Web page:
So all in all, I would say we're able to talk about AMD still being relevant today in at the very least equal parts due to the failure of intel that could not sustain the risk of insisting on keeping all forges in house. It was a very big risk not to seek partnership with external fabs earlier and they're paying dearly for it.

As for working for any of these companies no, I do not: I think every single one of them AND Microsoft AND Sony are basically inefficient corporations that hinder technological progress more than they help it overall.

EDIT: Apologies for the major edit I left out an important thought.
 

HardReset

Posts: 937   +523
To clarify this questions, yes in the case of the 5600x and the 5800x I agree that there is enough of those SKUs around.

But this numbers are not showing the reality of the other 2 SKUs that were released: the 5900x and the 5950x Those go from rare and very briefly available still after months from the official release to being fully unavailable for weeks upon weeks at the time.

So to clarify these kinds of questions, I can concede the 2 lower SKUs for Ryzen 5000 are somewhat decent. But this is not true of the other SKU.

Also none of you guys are even acknowledging how utterly non-existent is the 6800 and 6800xt I'd be surprised if it's even 1% of the parts ever made available at retail when compared to the 5600x. It just doesn't exists outside of reviewer hands period.
5900X and 5950X are two times larger (on 7nm chips) than 5600/5800. Not surprising it's harder to find them. You can see from sales charts that there were around 4000 sold on just Mindfactory.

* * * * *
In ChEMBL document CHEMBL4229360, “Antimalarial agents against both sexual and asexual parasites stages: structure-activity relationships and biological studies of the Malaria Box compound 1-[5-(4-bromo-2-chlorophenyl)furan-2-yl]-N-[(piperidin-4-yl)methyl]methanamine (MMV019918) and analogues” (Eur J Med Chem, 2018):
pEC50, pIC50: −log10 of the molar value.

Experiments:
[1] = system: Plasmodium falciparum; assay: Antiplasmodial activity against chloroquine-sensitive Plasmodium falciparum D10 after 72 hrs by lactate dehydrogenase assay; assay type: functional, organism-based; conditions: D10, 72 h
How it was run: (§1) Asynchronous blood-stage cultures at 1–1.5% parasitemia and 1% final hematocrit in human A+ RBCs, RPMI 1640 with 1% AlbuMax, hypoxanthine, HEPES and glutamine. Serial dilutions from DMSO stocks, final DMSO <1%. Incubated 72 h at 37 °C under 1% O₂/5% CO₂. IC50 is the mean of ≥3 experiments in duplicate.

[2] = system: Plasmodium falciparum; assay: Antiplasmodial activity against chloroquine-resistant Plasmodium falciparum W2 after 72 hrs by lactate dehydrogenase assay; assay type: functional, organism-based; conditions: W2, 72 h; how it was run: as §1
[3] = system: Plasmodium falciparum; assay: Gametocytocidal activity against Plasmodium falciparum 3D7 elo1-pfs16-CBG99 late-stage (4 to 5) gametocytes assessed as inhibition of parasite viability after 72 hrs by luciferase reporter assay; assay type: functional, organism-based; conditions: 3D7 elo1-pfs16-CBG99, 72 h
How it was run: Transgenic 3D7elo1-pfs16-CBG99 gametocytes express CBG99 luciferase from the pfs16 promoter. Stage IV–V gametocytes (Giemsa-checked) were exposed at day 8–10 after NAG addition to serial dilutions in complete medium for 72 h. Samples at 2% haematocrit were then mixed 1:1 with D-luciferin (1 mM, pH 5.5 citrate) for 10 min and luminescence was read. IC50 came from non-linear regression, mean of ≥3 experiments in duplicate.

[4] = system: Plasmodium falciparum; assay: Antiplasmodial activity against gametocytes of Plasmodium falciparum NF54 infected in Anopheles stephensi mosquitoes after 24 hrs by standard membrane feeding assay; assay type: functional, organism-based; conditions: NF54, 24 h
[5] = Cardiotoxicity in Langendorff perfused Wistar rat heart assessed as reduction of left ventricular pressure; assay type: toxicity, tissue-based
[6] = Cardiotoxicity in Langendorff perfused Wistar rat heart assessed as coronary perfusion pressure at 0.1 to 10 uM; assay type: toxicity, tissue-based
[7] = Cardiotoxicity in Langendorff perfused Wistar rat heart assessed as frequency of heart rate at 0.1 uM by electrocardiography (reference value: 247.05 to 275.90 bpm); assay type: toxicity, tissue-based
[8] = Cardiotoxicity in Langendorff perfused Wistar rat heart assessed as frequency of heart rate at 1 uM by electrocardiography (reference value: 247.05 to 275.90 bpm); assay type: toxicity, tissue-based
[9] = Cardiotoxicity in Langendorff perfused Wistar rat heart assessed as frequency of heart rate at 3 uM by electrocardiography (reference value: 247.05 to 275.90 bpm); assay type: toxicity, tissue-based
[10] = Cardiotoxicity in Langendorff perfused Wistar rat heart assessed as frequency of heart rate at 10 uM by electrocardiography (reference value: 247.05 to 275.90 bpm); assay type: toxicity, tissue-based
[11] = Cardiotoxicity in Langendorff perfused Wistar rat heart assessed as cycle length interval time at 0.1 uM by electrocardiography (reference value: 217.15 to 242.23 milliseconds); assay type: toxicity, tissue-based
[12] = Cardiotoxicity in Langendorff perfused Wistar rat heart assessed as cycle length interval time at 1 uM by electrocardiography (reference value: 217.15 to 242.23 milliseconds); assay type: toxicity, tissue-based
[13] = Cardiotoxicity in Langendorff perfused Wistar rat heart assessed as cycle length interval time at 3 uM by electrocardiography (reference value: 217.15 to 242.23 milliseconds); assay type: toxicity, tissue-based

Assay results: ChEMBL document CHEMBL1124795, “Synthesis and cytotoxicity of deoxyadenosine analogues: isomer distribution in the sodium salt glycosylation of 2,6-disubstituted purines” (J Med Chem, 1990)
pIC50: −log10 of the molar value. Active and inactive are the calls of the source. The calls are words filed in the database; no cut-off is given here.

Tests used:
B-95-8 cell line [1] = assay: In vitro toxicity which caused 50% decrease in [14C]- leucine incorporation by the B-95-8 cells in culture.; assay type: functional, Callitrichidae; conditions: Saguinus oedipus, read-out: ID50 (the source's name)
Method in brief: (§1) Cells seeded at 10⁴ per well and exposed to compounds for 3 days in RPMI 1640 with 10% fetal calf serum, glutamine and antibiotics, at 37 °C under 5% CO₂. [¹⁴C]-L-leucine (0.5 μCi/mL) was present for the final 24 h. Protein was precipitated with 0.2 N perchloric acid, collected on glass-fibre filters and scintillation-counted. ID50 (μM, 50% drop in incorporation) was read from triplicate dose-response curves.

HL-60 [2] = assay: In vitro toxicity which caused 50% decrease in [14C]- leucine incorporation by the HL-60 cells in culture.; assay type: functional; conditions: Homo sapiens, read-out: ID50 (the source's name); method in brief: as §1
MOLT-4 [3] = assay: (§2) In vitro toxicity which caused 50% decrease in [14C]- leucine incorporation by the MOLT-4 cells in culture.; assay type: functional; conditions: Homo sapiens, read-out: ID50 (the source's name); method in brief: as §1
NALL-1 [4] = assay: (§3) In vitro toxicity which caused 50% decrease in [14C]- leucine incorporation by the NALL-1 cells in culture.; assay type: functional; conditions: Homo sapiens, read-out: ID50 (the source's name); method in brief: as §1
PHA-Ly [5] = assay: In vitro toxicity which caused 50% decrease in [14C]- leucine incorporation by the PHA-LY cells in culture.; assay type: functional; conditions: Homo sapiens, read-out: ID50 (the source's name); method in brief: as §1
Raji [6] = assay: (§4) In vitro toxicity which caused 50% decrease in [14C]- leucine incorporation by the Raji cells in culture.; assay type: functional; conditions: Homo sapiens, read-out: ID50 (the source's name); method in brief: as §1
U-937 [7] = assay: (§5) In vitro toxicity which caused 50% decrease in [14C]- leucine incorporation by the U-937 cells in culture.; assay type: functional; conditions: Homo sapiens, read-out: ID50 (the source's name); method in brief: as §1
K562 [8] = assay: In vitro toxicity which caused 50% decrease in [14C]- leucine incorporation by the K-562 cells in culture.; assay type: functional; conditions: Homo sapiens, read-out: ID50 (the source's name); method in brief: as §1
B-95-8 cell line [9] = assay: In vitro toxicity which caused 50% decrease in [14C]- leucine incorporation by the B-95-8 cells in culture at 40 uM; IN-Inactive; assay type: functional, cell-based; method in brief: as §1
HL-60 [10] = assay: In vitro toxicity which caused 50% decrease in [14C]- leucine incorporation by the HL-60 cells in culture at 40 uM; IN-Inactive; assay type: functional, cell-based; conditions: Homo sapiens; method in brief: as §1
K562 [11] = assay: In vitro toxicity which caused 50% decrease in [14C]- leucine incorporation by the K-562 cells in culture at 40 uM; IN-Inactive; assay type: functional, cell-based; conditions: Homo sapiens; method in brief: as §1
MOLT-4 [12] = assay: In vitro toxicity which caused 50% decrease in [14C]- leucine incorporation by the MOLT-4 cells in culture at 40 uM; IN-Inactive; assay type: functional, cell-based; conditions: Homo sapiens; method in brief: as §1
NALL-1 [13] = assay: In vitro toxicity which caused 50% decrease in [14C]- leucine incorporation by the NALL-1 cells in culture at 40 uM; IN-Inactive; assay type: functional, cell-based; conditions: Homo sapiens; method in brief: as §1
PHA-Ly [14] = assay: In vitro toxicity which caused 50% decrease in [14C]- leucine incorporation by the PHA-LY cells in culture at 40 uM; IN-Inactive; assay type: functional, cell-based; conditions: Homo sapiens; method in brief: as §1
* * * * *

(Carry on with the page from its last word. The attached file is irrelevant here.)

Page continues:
You can buy 6800XT and 6800 immediately, so you are wrong again:


 

yRaz

Posts: 3,533   +3,316
People will always call things a paper launch if they cant get ahold of things. Just cause a company sells a thousand units doesnt mean they ever got sold to consumers. Scalpers and bots buy things up in droves these days. While that money counts for the company n sales it doesnt account for that no actual customer got one. Weve seen that with AMD, Nvidia, xbox and playstation. AMD and MS being the worse of them all. Although now, all companies claim to be on rebound and producing more products but at the same time will it be enough? Only time will tell.
I didn't say thousands, I said hundreds of thousands. The only people complaining about the shortages are the people who can't get them, there are likely well over a million happy customers(for reasons I explained in my post).
5900X and 5950X are two times larger (on 7nm chips) than 5600/5800. Not surprising it's harder to find them. You can see from sales charts that there were around 4000 sold on just Mindfactory.

You can buy 6800XT and 6800 immediately, so you are wrong again:


correct me if I'm wrong, but I thought that the 5900x and 5950x used their chiplet design.
 

HardReset

Posts: 937   +523
correct me if I'm wrong, but I thought that the 5900x and 5950x used their chiplet design.
Of course. What I meant is that 5900X and 5950X have double 7nm capacity consumption, as they have 2 chiplets while 5600X has only one. When capacity is constrained, AMD could make two 5600X/5800X with "price" (7nm capacity) of one 5900X/5950X.
 

Bulllee

Posts: 138   +104
5900X and 5950X are two times larger (on 7nm chips) than 5600/5800. Not surprising it's harder to find them. You can see from sales charts that there were around 4000 sold on just Mindfactory.

You can buy 6800XT and 6800 immediately, so you are wrong again:


Maybe it's the inflated prices that is driving everyone nuts!